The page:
Maple House, a cafe and bar focused on mocktails, opens in Chandler | Phoenix New Times
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New Chandler cafe and bar serves coffee, low-ABV cocktails and mocktails

From the team behind Elliott's Steakhouse and The Brickyard, Maple House is now open in Chandler. Here's what to expect.
Michael Regan makes a NOjito, a mocktail version of a mojito, at Maple House. The cafe's operations director says he wanted to focus on mocktails and low-alcohol cocktails that offer "that bar experience without everything that comes with it."
Michael Regan makes a NOjito, a mocktail version of a mojito, at Maple House. The cafe's operations director says he wanted to focus on mocktails and low-alcohol cocktails that offer "that bar experience without everything that comes with it." Sara Crocker
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Michael Regan took inspiration from European cafes where you can get comfortable and linger over a cortado or a cocktail for Chandler’s new coffee shop and bar, Maple House.

“We wanted to mix the bar world and the coffee shop world,” says Regan, the operations director for Maple House and its Chandler siblings.

Maple House opened in mid-December and is the fourth concept from Chandler restaurateurs Gavin Jacobs and Jackie Hall, who also own the craft cocktail bar The Brickyard Downtown, the elegant American eatery The Hidden House and Elliott’s Steakhouse, which pays homage to Jackie’s late husband and gave new life to a former movie theater.

What’s most interesting during this time of “dry,” “damp” or, dare we say “moist” January is that Maple House’s cocktail menu consists exclusively of low-alcohol cocktails and mocktails. It was an intentional choice, Regan says – less-intoxicating or alcohol-free sips better suit the lower-key atmosphere.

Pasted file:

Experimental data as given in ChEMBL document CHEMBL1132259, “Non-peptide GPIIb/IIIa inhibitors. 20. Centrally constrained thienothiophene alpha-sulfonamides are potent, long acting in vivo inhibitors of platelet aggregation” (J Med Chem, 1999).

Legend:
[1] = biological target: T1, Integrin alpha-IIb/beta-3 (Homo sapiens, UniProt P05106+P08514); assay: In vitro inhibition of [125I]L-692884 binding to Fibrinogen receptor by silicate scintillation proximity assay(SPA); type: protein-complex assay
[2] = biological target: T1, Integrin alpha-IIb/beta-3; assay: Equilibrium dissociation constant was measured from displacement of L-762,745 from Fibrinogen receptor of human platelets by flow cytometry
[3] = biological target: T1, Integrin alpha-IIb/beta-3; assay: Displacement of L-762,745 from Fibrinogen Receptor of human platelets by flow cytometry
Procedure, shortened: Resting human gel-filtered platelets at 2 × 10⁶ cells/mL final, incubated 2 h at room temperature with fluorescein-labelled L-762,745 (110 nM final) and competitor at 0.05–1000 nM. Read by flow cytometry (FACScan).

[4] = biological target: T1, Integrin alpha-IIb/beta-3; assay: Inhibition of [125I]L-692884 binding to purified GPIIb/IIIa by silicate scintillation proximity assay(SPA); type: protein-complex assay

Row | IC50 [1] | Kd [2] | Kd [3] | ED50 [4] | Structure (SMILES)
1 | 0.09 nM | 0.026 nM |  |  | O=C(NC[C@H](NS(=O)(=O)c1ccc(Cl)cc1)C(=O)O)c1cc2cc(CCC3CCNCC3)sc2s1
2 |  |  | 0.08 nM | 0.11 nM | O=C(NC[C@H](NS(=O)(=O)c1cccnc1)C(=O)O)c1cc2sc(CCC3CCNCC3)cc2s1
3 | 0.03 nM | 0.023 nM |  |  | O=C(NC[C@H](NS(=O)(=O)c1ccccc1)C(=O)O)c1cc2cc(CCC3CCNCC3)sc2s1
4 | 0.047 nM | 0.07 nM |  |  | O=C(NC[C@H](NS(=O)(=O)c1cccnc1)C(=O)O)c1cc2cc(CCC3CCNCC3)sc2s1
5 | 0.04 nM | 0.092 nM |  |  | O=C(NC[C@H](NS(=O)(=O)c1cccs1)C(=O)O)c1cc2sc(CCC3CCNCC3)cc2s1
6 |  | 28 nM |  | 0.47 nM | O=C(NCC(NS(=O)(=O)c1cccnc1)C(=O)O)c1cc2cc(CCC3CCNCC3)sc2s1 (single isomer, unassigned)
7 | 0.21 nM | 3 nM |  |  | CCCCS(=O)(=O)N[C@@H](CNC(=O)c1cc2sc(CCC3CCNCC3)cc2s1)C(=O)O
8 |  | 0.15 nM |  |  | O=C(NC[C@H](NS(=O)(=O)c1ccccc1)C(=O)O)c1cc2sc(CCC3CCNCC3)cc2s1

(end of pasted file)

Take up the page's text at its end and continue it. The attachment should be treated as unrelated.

“It’s a good style if somebody is looking to have a little bit more longevity out of their night — you don’t want to get too crazy with some really long drinks, which is what we usually make,” Regan says.
click to enlarge Two Maple House drinks on a patio table.
Maple House is a spot where people participating in dry or damp January aren't left out thanks to mocktails like the NOjito and low-alcohol sips like the vermouth-based Before You Go-Go.
Sara Crocker

Cocktails and mocktails for ‘more longevity’

Maple House’s cocktail menu includes seven low-strength cocktails that make use of ingredients such as sherry and vermouth. These options range from familiar – like a low-ABV negroni or a spritz that replaces traditional Aperol with the more herbal, bitter orange-flavored Cappelletti – to more out-of-the-box takes.

“I thought this was a fun opportunity to create a (cocktail) list based around aperitif, digestif-style drinks,” Regan says. “We decided to have a selection of alcohol-free cocktails as well for dry January or for people who want to have that bar experience without everything that comes with it.”